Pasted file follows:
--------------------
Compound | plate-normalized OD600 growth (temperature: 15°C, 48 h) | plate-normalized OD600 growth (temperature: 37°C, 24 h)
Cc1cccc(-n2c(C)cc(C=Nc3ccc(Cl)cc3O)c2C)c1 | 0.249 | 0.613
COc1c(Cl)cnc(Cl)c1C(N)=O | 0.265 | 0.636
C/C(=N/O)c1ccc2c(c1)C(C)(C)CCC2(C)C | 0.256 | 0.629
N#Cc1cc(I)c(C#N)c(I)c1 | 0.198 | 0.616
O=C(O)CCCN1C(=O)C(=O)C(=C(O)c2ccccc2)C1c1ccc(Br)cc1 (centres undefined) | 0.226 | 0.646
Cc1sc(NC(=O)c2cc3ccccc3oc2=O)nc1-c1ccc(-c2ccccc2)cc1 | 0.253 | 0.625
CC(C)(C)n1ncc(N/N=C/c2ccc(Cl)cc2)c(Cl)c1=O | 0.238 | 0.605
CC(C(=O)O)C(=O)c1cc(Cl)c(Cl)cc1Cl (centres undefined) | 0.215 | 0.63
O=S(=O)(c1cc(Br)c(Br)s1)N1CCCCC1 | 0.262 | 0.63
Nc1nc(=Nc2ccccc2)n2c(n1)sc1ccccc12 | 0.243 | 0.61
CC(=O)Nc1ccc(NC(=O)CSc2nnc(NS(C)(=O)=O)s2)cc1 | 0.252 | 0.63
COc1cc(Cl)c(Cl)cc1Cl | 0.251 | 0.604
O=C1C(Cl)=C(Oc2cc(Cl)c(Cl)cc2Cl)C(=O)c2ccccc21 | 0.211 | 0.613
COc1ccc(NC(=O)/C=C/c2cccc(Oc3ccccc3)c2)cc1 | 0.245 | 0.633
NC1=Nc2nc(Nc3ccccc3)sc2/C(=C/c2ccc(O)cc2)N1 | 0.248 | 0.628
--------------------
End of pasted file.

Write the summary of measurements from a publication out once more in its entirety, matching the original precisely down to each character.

Compound | plate-normalized OD600 growth (temperature: 15°C, 48 h) | plate-normalized OD600 growth (temperature: 37°C, 24 h)
Cc1cccc(-n2c(C)cc(C=Nc3ccc(Cl)cc3O)c2C)c1 | 0.249 | 0.613
COc1c(Cl)cnc(Cl)c1C(N)=O | 0.265 | 0.636
C/C(=N/O)c1ccc2c(c1)C(C)(C)CCC2(C)C | 0.256 | 0.629
N#Cc1cc(I)c(C#N)c(I)c1 | 0.198 | 0.616
O=C(O)CCCN1C(=O)C(=O)C(=C(O)c2ccccc2)C1c1ccc(Br)cc1 (centres undefined) | 0.226 | 0.646
Cc1sc(NC(=O)c2cc3ccccc3oc2=O)nc1-c1ccc(-c2ccccc2)cc1 | 0.253 | 0.625
CC(C)(C)n1ncc(N/N=C/c2ccc(Cl)cc2)c(Cl)c1=O | 0.238 | 0.605
CC(C(=O)O)C(=O)c1cc(Cl)c(Cl)cc1Cl (centres undefined) | 0.215 | 0.63
O=S(=O)(c1cc(Br)c(Br)s1)N1CCCCC1 | 0.262 | 0.63
Nc1nc(=Nc2ccccc2)n2c(n1)sc1ccccc12 | 0.243 | 0.61
CC(=O)Nc1ccc(NC(=O)CSc2nnc(NS(C)(=O)=O)s2)cc1 | 0.252 | 0.63
COc1cc(Cl)c(Cl)cc1Cl | 0.251 | 0.604
O=C1C(Cl)=C(Oc2cc(Cl)c(Cl)cc2Cl)C(=O)c2ccccc21 | 0.211 | 0.613
COc1ccc(NC(=O)/C=C/c2cccc(Oc3ccccc3)c2)cc1 | 0.245 | 0.633
NC1=Nc2nc(Nc3ccccc3)sc2/C(=C/c2ccc(O)cc2)N1 | 0.248 | 0.628